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How to Setup a LAMP Server on Ubuntu – Locally run and test WordPress on LAMP Server

Many think that setting up a local Web Server is costly, and can be done by professionals only. It is not true. Nowadays it easy to setup one yourself, without spending a dime and without any headache. Why would a non professional or blogger need a Web Server? You can test new WordPress themes, plugins, and try to find solutions to issues before loading them on your main Server.

The LAMP Server is made up of;a Linux distro, Apache web server, MySQL database and PHP. So we’ll install Apache2, MySQL Server, and PHP scripting language on the Ubuntu/Debian Linux platform. A minimum 256MB of RAM is needed if you don’t want to have issues with the mysql server.

Install Apache together with PHP 4 or PHP 5. From your terminal do
sudo apt-get install apache2 php5 libapache2-mod-php5 If you prefer PHP4 then replace the ‘5’ with ‘4’ Restart apache with sudo /etc/init.d/apache2 restart
You’ll find the Apache configuration file at: /etc/apache2/apache2.conf and the web folder at /var/www
Check if PHP was properly installed by carrying-out this simple test. Create a file called test.php in your web folder /var/www and place this function in it <?php phpinfo(); ?> Point your browser to this page e.g http://localhost/test.php. If all is set and done, then you’ll see the PHP settings, with a heading like “PHP Version 5.2.4-2ubuntu5”

Install MYSQL Database Server
This is the sequential database server that WordPress uses to store all your personal configurations, articles and more. You certainly need it to get WordPress fully operational. Many other CMS blogging portals use it.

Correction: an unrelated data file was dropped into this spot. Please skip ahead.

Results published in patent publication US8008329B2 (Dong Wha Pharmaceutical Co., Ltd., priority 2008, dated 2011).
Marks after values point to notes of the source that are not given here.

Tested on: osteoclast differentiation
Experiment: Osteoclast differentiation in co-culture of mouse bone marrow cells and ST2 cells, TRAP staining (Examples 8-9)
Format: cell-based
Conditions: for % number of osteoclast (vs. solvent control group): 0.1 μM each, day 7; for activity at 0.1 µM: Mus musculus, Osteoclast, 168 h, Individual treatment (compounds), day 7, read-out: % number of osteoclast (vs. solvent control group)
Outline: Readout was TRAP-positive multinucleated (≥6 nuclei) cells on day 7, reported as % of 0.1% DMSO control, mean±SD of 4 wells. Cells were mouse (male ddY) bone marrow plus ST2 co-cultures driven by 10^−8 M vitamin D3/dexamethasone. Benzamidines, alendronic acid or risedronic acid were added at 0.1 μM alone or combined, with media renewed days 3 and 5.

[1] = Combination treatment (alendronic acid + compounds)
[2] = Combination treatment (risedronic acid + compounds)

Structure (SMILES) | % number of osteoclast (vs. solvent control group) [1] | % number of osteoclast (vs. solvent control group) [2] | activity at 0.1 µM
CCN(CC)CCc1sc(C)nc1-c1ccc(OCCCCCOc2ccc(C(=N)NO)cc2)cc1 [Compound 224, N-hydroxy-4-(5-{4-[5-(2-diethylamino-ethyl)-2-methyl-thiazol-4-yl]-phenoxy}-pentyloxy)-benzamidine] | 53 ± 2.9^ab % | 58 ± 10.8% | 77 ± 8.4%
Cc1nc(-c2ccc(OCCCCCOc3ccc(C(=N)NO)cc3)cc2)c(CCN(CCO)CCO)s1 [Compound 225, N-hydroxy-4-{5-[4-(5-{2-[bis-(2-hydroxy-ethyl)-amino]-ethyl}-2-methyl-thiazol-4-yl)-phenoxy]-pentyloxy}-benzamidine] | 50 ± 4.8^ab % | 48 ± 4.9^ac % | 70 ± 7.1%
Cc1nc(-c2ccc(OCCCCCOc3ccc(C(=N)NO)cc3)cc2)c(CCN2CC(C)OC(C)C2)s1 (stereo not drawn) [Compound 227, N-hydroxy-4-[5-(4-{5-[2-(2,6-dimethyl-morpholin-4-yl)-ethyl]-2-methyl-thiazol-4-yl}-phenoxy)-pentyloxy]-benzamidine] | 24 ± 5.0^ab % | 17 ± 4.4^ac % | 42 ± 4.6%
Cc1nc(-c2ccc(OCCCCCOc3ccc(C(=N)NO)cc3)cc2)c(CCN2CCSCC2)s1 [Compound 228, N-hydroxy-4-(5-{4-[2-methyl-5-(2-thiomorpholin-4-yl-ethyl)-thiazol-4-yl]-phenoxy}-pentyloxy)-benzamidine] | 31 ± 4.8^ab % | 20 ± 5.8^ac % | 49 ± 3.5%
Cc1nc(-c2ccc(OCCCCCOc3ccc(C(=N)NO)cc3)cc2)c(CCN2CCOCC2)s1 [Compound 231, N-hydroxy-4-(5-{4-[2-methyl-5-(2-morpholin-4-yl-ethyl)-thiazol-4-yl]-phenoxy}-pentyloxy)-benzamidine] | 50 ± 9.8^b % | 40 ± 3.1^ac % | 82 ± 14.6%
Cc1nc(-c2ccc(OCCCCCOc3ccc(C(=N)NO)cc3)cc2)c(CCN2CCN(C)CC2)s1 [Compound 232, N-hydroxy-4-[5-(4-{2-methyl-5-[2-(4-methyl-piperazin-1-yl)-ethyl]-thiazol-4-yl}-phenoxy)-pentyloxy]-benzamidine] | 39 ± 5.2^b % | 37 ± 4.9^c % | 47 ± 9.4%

Now install mysql 5 and client; sudo apt-get install mysql-server
Since we’ll be running PHP4 or PHP5 then we need to install the correspondent php module for mysql 5;
sudo apt-get install mysql-server mysql-client php5-mysqlChange ‘5’ to ‘4’ if you’re using PHP4.
You’ll find the mysql configuration file at /etc/mysql/my.cnf

Change the root password during the installation if you find it necessary, you can do so later with

mysql -u root
mysql> USE mysql;
mysql> UPDATE user SET Password=”Your new-password” WHERE user=’root’ ;

It is advisable to create a new account to connect to your mysql databases, this way you avoid using your root account. The best way to get this done is with phpMyAdmin. phpMyAdmin is a simple GUI administration interface that makes things easier when trying to set-up accounts, databases and tables on MySQL database.

To install it do; sudo apt-get install phpmyadmin. You’ll find the configuration file located at /etc/phpmyadmin.
To complete the installation of phpmyadmin under Apache2, add the following line in the Apache configuration file at /etc/apache2/apache2.conf Include /etc/phpmyadmin/apache.conf (preferably at the end of that file where you’ll find other Include syntaxes)

Next restart Apache with sudo /etc/init.d/apache2 restart.

Now test your phpmyadmin installation- point your browser to phpmyadmin e.g http://localhost/phpmyadmin. You shall be taken to the login page, use your root account to get in.

Finally to get WordPress on your newly created web server, all you have to do is
1)Download WordPress and unzip
2)Load the WordPress folder in /var/www
3)Login into phpMyAdmin as root and create a database called wordpress
4)In the WordPress folder that is /var/www/wordpress edit the wp-config-sample.php and rename it wp-config.php
5)Now point your browser to your wordpress e.g
6) Fill-in the form, You’re done. Enjoy

Remember that all the applications above mentioned are Open Source, released under the GPL/GNU license and have no cost.